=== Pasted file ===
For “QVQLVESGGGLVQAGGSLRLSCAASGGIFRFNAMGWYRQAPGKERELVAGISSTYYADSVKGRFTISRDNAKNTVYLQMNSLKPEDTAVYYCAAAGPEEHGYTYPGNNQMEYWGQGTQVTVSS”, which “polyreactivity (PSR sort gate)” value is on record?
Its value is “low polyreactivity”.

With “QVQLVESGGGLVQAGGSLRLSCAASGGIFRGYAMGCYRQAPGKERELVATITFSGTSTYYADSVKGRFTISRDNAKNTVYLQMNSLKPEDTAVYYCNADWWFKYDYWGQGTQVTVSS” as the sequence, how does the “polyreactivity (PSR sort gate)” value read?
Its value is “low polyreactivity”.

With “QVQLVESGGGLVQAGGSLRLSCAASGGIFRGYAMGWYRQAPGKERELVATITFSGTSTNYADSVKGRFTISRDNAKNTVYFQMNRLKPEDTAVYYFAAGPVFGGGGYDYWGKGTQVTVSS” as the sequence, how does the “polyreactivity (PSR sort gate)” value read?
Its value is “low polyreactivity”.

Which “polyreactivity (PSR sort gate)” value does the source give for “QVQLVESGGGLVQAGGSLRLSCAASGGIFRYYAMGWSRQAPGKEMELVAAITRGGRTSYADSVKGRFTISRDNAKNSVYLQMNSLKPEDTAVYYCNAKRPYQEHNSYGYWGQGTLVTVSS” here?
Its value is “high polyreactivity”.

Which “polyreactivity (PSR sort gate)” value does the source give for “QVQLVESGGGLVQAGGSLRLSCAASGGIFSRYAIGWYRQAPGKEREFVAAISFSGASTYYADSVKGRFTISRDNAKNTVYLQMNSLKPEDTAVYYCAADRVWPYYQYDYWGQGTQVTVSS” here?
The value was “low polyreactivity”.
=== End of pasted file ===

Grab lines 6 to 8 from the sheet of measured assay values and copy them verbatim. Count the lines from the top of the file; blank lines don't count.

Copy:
Its value is “low polyreactivity”.

Which “polyreactivity (PSR sort gate)” value does the source give for “QVQLVESGGGLVQAGGSLRLSCAASGGIFRYYAMGWSRQAPGKEMELVAAITRGGRTSYADSVKGRFTISRDNAKNSVYLQMNSLKPEDTAVYYCNAKRPYQEHNSYGYWGQGTLVTVSS” here?
Its value is “high polyreactivity”.